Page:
While it expects some bumps along the way, the Africa Cup of Nations local organising committee (Afcon LOC) has reiterated its stance that it is ready to host the tournament, which kicks off this weekend.
“When we started this journey, we said we would try our best to make the continent proud, make the Confederation of African Football (Caf) proud, and ensure spectators get a good experience,” LOC chief executive Mvuzo Mbebe said on Friday.
“We have tried our best, and there will no doubt be glitches along the way and challenges in certain areas, but we believe we are ready.” Hicham El Amrani, the Caf general secretary, confirmed the target of half-a-million ticket sales had been reached. More than 560,000, of a capacity 850,000, had been sold, which was a record for the continental competition.
“I do not feel it’s appropriate to compare the ticket sales of a tournament of this size to the (2010) World Cup,” El Amrani said.
“Ticket sales are not low. In the history of Afcon, we have never filled the stadiums to this level at this stage.” Only the opening game had been sold out on the eve of the tournament.
Mbebe said they were confident of filling the National Stadium in Johannesburg for the final as well. While he was pleased they had reached their target, he admitted there were concerns about poor ticket sales in a couple of host cities.
“We are still worried about Rustenburg and Nelson Mandela Bay (Port Elizabeth) and we want to push to try and sell more tickets in these areas,” he said.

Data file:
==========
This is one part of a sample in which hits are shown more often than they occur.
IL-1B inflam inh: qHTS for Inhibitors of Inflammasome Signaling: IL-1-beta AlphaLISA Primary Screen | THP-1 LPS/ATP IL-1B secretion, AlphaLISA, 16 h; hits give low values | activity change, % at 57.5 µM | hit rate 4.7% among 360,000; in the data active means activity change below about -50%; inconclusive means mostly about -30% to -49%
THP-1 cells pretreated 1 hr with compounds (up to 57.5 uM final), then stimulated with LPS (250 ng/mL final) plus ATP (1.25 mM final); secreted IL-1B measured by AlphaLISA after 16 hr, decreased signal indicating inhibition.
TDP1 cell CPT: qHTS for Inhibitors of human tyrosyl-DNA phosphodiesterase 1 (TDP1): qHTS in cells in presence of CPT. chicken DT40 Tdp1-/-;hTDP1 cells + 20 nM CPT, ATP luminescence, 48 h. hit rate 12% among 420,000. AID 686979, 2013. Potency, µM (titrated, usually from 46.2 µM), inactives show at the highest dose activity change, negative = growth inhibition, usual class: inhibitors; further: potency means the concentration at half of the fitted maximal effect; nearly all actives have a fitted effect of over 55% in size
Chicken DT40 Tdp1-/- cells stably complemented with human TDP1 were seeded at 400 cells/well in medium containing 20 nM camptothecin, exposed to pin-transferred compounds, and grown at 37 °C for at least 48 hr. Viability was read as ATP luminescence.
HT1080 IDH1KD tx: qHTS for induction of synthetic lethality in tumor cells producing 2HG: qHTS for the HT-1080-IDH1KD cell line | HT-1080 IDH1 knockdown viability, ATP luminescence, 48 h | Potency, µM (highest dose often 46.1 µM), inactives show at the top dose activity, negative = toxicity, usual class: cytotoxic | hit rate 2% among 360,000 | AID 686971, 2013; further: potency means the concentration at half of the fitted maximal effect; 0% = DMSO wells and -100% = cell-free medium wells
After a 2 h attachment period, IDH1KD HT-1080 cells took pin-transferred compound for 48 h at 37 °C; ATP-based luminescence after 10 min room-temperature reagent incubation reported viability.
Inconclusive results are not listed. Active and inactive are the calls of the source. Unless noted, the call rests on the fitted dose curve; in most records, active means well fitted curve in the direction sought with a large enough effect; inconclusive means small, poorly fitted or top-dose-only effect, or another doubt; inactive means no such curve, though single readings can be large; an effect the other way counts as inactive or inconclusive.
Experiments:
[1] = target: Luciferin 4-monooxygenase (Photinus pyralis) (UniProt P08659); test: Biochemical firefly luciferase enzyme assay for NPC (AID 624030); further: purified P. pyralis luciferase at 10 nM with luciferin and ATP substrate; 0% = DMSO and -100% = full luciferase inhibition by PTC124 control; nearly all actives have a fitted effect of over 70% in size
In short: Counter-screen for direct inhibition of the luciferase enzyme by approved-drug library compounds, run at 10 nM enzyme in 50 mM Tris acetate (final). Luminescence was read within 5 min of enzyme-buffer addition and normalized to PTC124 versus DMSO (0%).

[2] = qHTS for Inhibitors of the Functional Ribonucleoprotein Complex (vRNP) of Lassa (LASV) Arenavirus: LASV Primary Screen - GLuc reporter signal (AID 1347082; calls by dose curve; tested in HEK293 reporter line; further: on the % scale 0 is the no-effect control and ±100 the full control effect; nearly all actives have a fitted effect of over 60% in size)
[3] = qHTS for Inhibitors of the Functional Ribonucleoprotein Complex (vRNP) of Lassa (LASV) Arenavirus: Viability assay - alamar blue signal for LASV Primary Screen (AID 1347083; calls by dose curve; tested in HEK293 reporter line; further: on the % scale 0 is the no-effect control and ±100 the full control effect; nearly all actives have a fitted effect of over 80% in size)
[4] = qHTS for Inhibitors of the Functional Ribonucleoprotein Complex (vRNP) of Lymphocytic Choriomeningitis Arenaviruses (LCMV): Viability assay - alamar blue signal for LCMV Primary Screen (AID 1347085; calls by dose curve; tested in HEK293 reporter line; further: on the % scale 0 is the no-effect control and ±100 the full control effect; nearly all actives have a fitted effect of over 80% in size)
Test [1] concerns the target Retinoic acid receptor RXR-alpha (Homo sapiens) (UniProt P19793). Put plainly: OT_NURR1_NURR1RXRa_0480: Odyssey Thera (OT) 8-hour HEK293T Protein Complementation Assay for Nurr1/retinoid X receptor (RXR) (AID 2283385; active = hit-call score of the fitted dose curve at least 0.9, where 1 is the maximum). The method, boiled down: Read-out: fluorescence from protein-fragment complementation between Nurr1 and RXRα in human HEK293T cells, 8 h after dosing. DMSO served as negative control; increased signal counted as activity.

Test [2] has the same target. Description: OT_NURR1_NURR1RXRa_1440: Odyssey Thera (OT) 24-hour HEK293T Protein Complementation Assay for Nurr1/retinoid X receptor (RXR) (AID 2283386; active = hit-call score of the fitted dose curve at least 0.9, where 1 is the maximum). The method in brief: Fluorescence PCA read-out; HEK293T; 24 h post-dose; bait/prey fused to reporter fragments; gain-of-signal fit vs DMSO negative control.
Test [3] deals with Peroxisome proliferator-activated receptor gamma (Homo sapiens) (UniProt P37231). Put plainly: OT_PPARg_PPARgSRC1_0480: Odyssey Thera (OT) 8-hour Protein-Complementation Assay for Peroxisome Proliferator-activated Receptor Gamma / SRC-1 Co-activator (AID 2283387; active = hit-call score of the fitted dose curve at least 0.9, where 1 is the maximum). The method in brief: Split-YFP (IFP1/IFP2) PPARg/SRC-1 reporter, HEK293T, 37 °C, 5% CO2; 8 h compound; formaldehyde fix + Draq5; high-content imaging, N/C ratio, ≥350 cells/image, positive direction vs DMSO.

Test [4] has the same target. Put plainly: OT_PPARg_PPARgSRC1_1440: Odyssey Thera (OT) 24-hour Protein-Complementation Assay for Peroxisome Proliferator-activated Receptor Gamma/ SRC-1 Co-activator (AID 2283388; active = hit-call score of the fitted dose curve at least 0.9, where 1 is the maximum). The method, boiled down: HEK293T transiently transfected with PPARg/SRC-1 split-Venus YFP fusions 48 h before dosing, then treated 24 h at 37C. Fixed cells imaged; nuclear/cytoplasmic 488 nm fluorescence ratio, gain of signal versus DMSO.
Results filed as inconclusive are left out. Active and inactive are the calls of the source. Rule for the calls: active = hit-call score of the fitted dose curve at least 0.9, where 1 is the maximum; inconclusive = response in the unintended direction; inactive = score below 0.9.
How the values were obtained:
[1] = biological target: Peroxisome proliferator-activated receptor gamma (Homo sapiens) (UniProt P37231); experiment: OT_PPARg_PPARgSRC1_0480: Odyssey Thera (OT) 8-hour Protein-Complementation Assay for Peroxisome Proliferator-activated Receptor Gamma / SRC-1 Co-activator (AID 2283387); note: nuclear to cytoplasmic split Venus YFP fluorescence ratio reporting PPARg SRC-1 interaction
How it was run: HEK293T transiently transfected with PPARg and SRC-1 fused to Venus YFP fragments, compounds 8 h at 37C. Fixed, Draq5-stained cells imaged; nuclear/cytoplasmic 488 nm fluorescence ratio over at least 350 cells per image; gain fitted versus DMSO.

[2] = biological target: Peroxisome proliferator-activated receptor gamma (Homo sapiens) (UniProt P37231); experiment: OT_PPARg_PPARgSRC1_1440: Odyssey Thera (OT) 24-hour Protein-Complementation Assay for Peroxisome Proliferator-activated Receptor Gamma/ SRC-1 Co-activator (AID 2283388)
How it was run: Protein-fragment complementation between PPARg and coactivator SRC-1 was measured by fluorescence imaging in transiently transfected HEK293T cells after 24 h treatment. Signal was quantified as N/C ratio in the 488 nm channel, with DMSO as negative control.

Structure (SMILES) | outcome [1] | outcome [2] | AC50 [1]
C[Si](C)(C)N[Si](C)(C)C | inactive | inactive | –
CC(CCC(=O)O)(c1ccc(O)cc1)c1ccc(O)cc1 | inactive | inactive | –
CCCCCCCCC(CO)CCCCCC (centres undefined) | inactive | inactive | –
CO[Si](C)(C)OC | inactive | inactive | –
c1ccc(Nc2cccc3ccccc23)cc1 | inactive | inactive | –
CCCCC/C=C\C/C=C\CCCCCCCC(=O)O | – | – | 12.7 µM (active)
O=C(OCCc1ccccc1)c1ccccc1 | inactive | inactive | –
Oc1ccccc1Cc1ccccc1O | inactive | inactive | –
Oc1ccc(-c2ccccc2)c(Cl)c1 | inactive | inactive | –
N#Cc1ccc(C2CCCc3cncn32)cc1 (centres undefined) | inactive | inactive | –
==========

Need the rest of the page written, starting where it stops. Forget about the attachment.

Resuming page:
Less than 60,000 seats had been sold for seven matches at the Royal Bafokeng Stadium. While over 100,000 had been sold for the eight games at Nelson Mandela Bay Stadium, the LOC hoped for a boost in ticket sales during the tournament.
Caf was pleased with preparations, according to El Amrani, and was satisfied with the LOC’s efforts.
“All teams have arrived. There were rumours that some teams would not show up, but they are here.
“With security there are absolutely no worries, and with other organisational matters we are very satisfied.” Mbebe said more than 4400 security personnel had been deployed for the duration of the competition.
“We want people to go to the stadiums and enjoy themselves without distractions, so security will be tight.
“There are also over 2500 volunteers, old and young, who are here to make everyone’s lives easier.” The tournament starts on Saturday with the opening match between South Africa and Cape Verde Islands at the National Stadium in Nasrec.
A total of 32 matches will be played in five host cities — Johannesburg, Durban, Port Elizabeth, Nelspruit and Rustenburg — with 16 teams taking part in the three-week showpiece.
South Africa was appointed as the host nation in August 2011, due to political turmoil in Libya, which had originally won the bid.
“South Africa had a year or so to prepare for this tournament,” El Amrani said.
“We have to appreciate what they have done. Organising this event is not easy.”